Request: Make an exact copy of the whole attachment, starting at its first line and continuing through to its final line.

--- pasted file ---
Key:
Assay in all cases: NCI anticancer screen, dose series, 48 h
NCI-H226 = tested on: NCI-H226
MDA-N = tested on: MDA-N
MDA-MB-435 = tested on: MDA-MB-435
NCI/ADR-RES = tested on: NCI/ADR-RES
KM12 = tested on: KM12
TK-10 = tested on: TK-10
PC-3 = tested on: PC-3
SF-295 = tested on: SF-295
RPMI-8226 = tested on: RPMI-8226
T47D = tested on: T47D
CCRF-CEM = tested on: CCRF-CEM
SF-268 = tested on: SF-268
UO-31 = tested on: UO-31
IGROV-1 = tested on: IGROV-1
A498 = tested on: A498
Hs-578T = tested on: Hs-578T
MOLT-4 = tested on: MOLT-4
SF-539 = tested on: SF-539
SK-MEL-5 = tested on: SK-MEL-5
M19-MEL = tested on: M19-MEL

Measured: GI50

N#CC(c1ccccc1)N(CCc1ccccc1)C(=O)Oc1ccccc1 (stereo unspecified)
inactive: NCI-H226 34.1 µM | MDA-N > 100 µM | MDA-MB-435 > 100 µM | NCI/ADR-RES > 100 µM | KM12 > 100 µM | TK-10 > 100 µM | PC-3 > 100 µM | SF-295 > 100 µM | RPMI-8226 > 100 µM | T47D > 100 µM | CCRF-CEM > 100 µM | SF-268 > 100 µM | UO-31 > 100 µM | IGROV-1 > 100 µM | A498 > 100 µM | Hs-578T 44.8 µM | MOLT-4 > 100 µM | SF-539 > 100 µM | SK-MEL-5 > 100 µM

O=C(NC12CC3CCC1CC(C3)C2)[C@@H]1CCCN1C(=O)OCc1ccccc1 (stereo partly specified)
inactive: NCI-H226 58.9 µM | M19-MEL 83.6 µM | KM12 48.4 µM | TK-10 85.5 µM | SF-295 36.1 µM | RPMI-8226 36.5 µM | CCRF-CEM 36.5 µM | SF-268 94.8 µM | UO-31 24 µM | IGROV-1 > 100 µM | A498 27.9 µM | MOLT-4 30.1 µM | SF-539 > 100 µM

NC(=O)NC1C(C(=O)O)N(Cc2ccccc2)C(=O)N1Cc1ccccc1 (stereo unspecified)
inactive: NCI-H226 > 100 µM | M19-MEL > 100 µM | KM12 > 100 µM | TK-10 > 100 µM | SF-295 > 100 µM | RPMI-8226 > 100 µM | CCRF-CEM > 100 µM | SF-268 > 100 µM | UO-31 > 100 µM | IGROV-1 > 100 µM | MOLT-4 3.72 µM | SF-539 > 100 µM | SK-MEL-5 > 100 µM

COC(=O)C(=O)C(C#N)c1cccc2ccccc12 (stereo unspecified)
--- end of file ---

Key:
Assay in all cases: NCI anticancer screen, dose series, 48 h
NCI-H226 = tested on: NCI-H226
MDA-N = tested on: MDA-N
MDA-MB-435 = tested on: MDA-MB-435
NCI/ADR-RES = tested on: NCI/ADR-RES
KM12 = tested on: KM12
TK-10 = tested on: TK-10
PC-3 = tested on: PC-3
SF-295 = tested on: SF-295
RPMI-8226 = tested on: RPMI-8226
T47D = tested on: T47D
CCRF-CEM = tested on: CCRF-CEM
SF-268 = tested on: SF-268
UO-31 = tested on: UO-31
IGROV-1 = tested on: IGROV-1
A498 = tested on: A498
Hs-578T = tested on: Hs-578T
MOLT-4 = tested on: MOLT-4
SF-539 = tested on: SF-539
SK-MEL-5 = tested on: SK-MEL-5
M19-MEL = tested on: M19-MEL

Measured: GI50

N#CC(c1ccccc1)N(CCc1ccccc1)C(=O)Oc1ccccc1 (stereo unspecified)
inactive: NCI-H226 34.1 µM | MDA-N > 100 µM | MDA-MB-435 > 100 µM | NCI/ADR-RES > 100 µM | KM12 > 100 µM | TK-10 > 100 µM | PC-3 > 100 µM | SF-295 > 100 µM | RPMI-8226 > 100 µM | T47D > 100 µM | CCRF-CEM > 100 µM | SF-268 > 100 µM | UO-31 > 100 µM | IGROV-1 > 100 µM | A498 > 100 µM | Hs-578T 44.8 µM | MOLT-4 > 100 µM | SF-539 > 100 µM | SK-MEL-5 > 100 µM

O=C(NC12CC3CCC1CC(C3)C2)[C@@H]1CCCN1C(=O)OCc1ccccc1 (stereo partly specified)
inactive: NCI-H226 58.9 µM | M19-MEL 83.6 µM | KM12 48.4 µM | TK-10 85.5 µM | SF-295 36.1 µM | RPMI-8226 36.5 µM | CCRF-CEM 36.5 µM | SF-268 94.8 µM | UO-31 24 µM | IGROV-1 > 100 µM | A498 27.9 µM | MOLT-4 30.1 µM | SF-539 > 100 µM

NC(=O)NC1C(C(=O)O)N(Cc2ccccc2)C(=O)N1Cc1ccccc1 (stereo unspecified)
inactive: NCI-H226 > 100 µM | M19-MEL > 100 µM | KM12 > 100 µM | TK-10 > 100 µM | SF-295 > 100 µM | RPMI-8226 > 100 µM | CCRF-CEM > 100 µM | SF-268 > 100 µM | UO-31 > 100 µM | IGROV-1 > 100 µM | MOLT-4 3.72 µM | SF-539 > 100 µM | SK-MEL-5 > 100 µM

COC(=O)C(=O)C(C#N)c1cccc2ccccc12 (stereo unspecified)